Virginia has always conformed its income tax policies to the federal system. With the massive changes that have been made in federal tax law, the General Assembly will wrestle with what we will do in Virginia. There will be an effort to resolve the issue early in the session to accommodate taxpayers who want to file their returns early. Part of the tax policy debate will be making the Earned Income Tax Credit (EITC) refundable as promoted by the governor in a bill that I have introduced. The purpose would be to allow persons of low income to keep more of the money they earn and be more self-supporting.
As a Dillon Rule State — meaning local governments have only the powers granted to them by the state — dozens of bills called “local bills” are introduced to extend powers some of which are very minor to a particular locality. Another group of bills is called “housekeeping” to make corrections or clarifications to legislation that passed in previous sessions. All these bills are important but add to the workload of a session.
Challenging environmental issues will be coming before the legislature many of which relate to energy. There are proposals to increase the required uses of alternative and renewable fuels. Cleaning up from the past use of fossils fuels and the resulting growth in coal ash ponds will be taken up. There is a strong need to deal with the degradation of water quality in the Chesapeake Bay area. The Tidewater area is subject to recurrent flooding coming about with climate change that needs addressing now rather than later.
There are many bills dealing with criminal justice reform including bills intended to reduce the school to prison pipeline. The governor has announced his support of decriminalizing possession of small quantities of marijuana. A bill that has been introduced would allow casino and sports gambling.
There will be a number of dog and cat bills that include high levels of emotion from interested parties. Being able to limit dogs running across the properties of landowners is a big concern in rural areas.
You can review all the bills on the agenda of the General Assembly.
A flash flood watch is in effect — The watch will remain in effect through tonight. Multiple rounds of rainfall will be possible throughout the day. Saturated soil from previous rains may result in flash flooding. [National Weather Service]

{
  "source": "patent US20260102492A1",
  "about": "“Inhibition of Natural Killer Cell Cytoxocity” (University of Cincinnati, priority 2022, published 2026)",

Fair and carnival kicks off today — The 70th Annual 4-H Fair and Carnival kicks off today at Frying Pan Farm Park today through August 5. The event features four days of fresh air, farm fun and good times for friends, family and neighbors. Activities include fair food, 4-H exhibits, carnival rides, games and live entertainment. [Fairfax County Government]
If you’d rather not pay taxes — From Friday through Sunday, a sales tax holiday means you won’t have to pay taxes on things like school supplies, emergency supplies and energy star items. [Fairfax County Government]
Register for Reston Community Center programs — Registration is now open for Reston residents and employees to take part in RCC programs, classes and trips. [Reston Community Center]
The official version of events — A press release discusses the recent approval of the 4.1 million square foot Reston Crescent development, which will include Reston’s first Wegmans. [Fairfax County Government]
Flickr pool photo by vantagehill
Construction on office tower in Reston Station to begin — Comstock will begin building a new $95 million office tower this spring. The tower is the third office building that is part of its Reston Station development. [The Washington Business Journal]
A tax(ing) season — Need some tax relief? The county is hosting two tax relief workshops for older adults and people with disabilities in Reston next month. [The Connection]
Police seek suspects in a string of Northern Virginia robberies — “Police are searching for the suspects they believe are responsible for more than a dozen robberies in Northern Virginia over the last few months. Two men have been involved in five commercial robberies in Fairfax and Loudoun counties since Monday.” [WTOP]
Reston Station thinks big — Comstock wants to make its massive redevelopment project more robust. A new hotel and taller buildings could be added to its development plan. [Reston Planning and Zoning Committee]
Local dance company goes to Atlas — Gin Dance Company will perform at the Atlas Festival this year. We hope they’ll break a leg! [The Connection]
Photo by Fatimah Waseem
By Suzette Blackwell, Global Law PLLC
The next time you’re out dining at your favorite RTC restaurant, don’t be surprised if you find the conversation gravitate toward SALT — but it won’t be the seasoning. Many Reston-area residents just lost a major tax break, as the new tax law passed by Congress caps state and local tax (SALT) deduction at $10,000 on individual tax returns. Here’s a brief summary of how you may be affected by this change in the tax code.